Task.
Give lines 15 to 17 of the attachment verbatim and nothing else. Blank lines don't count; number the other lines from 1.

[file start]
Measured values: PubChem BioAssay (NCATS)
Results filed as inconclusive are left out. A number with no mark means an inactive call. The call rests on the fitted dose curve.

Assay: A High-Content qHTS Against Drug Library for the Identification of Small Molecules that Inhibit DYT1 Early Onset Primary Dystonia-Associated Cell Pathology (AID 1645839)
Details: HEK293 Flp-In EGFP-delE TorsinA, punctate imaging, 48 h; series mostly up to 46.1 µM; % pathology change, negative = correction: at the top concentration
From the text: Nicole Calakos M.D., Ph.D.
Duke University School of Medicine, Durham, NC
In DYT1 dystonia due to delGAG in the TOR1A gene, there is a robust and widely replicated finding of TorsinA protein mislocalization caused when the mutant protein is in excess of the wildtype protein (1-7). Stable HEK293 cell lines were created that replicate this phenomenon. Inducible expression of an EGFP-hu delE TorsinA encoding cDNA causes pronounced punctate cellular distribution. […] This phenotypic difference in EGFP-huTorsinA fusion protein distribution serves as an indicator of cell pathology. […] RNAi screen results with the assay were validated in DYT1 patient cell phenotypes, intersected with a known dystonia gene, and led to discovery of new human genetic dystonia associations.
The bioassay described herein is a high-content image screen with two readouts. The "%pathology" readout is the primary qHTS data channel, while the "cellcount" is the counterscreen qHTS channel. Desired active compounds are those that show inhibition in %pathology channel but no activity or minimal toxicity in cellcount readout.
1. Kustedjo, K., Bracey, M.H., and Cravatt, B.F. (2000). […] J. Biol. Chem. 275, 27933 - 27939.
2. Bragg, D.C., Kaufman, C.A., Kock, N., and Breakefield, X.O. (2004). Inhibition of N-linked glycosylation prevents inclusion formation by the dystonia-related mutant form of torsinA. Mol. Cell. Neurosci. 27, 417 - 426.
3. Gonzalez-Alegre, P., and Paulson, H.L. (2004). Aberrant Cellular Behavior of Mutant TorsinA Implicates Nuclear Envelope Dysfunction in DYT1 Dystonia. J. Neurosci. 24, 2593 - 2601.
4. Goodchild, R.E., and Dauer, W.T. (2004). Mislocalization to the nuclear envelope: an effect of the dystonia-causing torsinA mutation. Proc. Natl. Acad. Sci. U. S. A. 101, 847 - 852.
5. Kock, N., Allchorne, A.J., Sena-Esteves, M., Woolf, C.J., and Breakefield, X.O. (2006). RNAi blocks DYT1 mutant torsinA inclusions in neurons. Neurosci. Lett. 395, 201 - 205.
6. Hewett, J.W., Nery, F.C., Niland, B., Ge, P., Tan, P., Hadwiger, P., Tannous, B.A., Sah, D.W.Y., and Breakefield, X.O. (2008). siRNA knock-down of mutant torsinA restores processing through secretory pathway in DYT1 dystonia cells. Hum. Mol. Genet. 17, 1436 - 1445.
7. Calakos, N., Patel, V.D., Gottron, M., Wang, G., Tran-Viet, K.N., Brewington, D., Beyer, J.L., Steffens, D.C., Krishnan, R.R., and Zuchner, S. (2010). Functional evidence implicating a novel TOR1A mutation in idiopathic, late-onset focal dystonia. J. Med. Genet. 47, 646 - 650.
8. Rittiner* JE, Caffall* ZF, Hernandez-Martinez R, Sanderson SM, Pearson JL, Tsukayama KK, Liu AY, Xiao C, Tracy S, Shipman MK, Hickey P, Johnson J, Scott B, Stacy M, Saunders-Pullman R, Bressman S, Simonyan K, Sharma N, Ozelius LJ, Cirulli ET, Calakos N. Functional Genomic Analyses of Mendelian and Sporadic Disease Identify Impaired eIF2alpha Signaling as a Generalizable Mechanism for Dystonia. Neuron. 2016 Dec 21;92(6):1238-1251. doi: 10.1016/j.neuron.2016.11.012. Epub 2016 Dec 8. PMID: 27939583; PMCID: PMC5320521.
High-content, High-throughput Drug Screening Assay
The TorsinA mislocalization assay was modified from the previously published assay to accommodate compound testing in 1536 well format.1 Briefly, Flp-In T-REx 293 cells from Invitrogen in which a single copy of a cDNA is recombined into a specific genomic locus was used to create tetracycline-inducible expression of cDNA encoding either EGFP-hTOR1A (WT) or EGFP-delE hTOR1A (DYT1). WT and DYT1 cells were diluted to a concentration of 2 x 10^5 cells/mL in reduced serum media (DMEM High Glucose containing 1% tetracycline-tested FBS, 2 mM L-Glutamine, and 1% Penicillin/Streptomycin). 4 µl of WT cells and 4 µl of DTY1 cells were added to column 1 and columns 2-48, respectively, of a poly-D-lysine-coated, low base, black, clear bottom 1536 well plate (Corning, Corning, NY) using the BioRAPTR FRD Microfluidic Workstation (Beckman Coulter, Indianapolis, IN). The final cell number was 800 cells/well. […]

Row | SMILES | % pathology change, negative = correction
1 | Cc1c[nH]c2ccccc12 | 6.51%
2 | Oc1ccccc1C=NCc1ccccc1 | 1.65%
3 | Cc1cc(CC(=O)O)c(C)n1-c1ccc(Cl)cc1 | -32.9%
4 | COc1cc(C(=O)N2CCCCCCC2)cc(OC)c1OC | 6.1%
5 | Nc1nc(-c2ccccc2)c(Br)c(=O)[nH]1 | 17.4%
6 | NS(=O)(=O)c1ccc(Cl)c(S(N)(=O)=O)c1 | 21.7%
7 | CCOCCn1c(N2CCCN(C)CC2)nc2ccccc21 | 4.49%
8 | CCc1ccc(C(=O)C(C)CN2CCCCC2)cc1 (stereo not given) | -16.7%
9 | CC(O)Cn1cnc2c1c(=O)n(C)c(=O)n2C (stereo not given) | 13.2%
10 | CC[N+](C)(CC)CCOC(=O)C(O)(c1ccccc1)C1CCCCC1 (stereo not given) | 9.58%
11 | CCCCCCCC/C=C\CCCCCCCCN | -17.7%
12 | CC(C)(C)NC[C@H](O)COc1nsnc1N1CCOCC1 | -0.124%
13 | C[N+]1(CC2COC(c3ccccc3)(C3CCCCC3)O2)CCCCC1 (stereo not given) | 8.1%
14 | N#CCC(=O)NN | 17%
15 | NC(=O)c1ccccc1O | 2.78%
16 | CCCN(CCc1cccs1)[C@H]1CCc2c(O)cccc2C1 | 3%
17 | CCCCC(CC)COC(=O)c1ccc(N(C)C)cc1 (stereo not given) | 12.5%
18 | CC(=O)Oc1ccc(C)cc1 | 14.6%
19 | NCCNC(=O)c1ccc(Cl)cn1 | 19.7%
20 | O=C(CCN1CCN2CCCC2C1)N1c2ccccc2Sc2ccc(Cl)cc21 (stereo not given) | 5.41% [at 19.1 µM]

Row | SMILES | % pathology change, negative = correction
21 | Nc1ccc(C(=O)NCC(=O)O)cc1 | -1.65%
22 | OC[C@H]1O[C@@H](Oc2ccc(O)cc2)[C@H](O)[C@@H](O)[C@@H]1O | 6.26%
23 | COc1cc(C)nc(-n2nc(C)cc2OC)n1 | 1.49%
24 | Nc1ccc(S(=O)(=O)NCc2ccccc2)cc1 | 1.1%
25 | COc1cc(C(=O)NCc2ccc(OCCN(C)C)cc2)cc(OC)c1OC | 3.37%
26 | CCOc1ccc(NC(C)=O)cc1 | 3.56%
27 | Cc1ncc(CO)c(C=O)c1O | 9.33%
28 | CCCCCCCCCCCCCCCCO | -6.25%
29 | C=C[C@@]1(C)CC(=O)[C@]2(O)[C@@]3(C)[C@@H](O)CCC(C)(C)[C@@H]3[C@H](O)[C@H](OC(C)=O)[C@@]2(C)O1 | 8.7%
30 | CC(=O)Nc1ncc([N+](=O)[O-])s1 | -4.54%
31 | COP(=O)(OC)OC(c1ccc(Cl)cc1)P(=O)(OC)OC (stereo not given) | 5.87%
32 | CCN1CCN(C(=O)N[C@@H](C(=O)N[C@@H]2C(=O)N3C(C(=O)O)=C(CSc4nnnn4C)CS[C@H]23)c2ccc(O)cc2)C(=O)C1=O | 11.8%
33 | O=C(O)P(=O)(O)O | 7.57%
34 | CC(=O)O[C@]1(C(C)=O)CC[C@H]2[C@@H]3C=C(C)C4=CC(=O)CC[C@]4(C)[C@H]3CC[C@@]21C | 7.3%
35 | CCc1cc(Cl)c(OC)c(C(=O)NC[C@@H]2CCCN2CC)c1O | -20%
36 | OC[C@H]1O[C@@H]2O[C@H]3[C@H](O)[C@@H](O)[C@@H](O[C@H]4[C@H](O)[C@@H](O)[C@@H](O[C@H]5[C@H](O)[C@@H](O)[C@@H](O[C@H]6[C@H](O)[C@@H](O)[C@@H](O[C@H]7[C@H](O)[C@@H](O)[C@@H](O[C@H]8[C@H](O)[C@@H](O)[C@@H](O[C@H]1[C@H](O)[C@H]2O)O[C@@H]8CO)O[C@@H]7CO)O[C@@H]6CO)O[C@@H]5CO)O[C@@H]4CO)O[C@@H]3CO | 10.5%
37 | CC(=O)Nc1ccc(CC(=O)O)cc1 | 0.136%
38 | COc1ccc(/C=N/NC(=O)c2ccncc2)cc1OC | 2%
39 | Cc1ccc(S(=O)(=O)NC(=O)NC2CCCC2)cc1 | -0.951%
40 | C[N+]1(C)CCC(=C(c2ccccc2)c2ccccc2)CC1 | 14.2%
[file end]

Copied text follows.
7. Calakos, N., Patel, V.D., Gottron, M., Wang, G., Tran-Viet, K.N., Brewington, D., Beyer, J.L., Steffens, D.C., Krishnan, R.R., and Zuchner, S. (2010). Functional evidence implicating a novel TOR1A mutation in idiopathic, late-onset focal dystonia. J. Med. Genet. 47, 646 - 650.
8. Rittiner* JE, Caffall* ZF, Hernandez-Martinez R, Sanderson SM, Pearson JL, Tsukayama KK, Liu AY, Xiao C, Tracy S, Shipman MK, Hickey P, Johnson J, Scott B, Stacy M, Saunders-Pullman R, Bressman S, Simonyan K, Sharma N, Ozelius LJ, Cirulli ET, Calakos N. Functional Genomic Analyses of Mendelian and Sporadic Disease Identify Impaired eIF2alpha Signaling as a Generalizable Mechanism for Dystonia. Neuron. 2016 Dec 21;92(6):1238-1251. doi: 10.1016/j.neuron.2016.11.012. Epub 2016 Dec 8. PMID: 27939583; PMCID: PMC5320521.
High-content, High-throughput Drug Screening Assay